Mars is known as the crimson planet while Jupiter is the one with rings. However, according to a latest theory by Prudue University researchers – David Minton, assistant professor of Earth, atmospheric and planetary sciences, and Andrew Hesselbrock, a doctoral student in physics and astronomy – this might have been different. According to the pair, it possible that Mars was surrounded by rings and some day might get them back.
A widely cited theory is that Mars was hit by an asteroid or some other heavenly bod about Four.Three billion years ago, which created North Polar Basin or Borealis Basin that makes up 40% of Mars’ northern hemisphere. Building on that, Minton and Hesselbrock theorize that the influence created a lot of debris that created a set of rings around the planet. The debris later formed a moon that was held by Mars’ gravitational pull. It has been observed that one of Mars’ moons, Phobos, is coming closer to the planet and in about 70 million years, it might break apart and become a set of rings around the planet. It is likely that the cycle of ring formation and moon formation might have taken place around seven times in the past. This theory highlights how major impacts affect planets and their systems.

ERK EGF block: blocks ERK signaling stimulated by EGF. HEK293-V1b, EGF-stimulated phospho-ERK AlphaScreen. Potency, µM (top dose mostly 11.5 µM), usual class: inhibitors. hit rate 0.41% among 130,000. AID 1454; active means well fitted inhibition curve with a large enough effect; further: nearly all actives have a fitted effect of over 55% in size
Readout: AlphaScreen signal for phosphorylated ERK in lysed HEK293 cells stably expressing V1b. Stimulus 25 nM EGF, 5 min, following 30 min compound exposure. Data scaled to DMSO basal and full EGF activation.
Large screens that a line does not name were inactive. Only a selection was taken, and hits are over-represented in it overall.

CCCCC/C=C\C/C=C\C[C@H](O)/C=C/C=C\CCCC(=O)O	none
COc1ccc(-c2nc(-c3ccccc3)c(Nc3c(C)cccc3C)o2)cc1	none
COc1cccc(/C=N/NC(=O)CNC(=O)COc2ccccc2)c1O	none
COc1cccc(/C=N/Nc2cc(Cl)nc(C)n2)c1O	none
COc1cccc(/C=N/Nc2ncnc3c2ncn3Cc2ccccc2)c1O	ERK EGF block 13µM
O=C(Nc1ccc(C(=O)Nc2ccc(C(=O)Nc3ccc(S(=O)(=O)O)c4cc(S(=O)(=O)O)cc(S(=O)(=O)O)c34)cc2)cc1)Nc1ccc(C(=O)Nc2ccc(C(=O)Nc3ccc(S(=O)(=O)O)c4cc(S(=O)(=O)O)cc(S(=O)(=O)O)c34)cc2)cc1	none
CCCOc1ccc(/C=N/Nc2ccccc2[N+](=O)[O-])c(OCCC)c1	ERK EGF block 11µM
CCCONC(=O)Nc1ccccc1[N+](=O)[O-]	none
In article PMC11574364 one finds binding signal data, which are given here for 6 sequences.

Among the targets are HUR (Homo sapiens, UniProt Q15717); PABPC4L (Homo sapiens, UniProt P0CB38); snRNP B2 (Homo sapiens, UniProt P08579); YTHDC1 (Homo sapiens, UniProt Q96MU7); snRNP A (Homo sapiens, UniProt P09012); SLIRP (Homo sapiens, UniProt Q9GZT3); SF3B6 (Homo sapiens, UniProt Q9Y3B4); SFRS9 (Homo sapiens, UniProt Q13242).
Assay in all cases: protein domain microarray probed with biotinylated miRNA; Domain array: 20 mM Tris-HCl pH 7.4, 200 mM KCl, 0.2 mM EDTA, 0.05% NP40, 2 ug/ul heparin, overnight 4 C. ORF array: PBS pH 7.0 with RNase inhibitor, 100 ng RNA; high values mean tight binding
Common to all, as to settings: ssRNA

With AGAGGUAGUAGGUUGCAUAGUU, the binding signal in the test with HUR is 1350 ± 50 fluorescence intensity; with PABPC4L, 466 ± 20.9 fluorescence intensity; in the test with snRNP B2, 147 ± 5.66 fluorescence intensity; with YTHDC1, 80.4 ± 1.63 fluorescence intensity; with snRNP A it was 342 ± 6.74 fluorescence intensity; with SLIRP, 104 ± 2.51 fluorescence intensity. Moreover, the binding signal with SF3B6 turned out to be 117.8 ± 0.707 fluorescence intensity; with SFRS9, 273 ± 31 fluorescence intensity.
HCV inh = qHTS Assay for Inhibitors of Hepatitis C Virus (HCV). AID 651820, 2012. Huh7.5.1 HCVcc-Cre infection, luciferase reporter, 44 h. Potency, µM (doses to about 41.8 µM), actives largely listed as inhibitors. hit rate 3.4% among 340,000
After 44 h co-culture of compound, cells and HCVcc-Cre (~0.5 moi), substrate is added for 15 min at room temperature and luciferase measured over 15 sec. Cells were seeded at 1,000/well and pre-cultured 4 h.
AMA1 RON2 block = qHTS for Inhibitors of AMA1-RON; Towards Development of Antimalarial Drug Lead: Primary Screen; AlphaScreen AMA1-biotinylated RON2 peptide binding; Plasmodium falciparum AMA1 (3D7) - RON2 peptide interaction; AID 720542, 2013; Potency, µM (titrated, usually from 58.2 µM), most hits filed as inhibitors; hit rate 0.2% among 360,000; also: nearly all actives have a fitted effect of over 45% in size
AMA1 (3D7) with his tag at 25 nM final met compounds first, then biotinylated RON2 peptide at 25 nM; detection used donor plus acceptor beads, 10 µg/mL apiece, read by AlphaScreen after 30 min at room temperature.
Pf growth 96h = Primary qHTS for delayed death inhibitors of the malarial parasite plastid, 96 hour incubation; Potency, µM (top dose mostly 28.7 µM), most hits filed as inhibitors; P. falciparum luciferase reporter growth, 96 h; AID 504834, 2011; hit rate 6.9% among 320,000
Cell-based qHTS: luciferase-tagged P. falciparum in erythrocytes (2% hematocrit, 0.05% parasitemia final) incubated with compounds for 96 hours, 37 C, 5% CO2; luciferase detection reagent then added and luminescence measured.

Read more in Science Daily.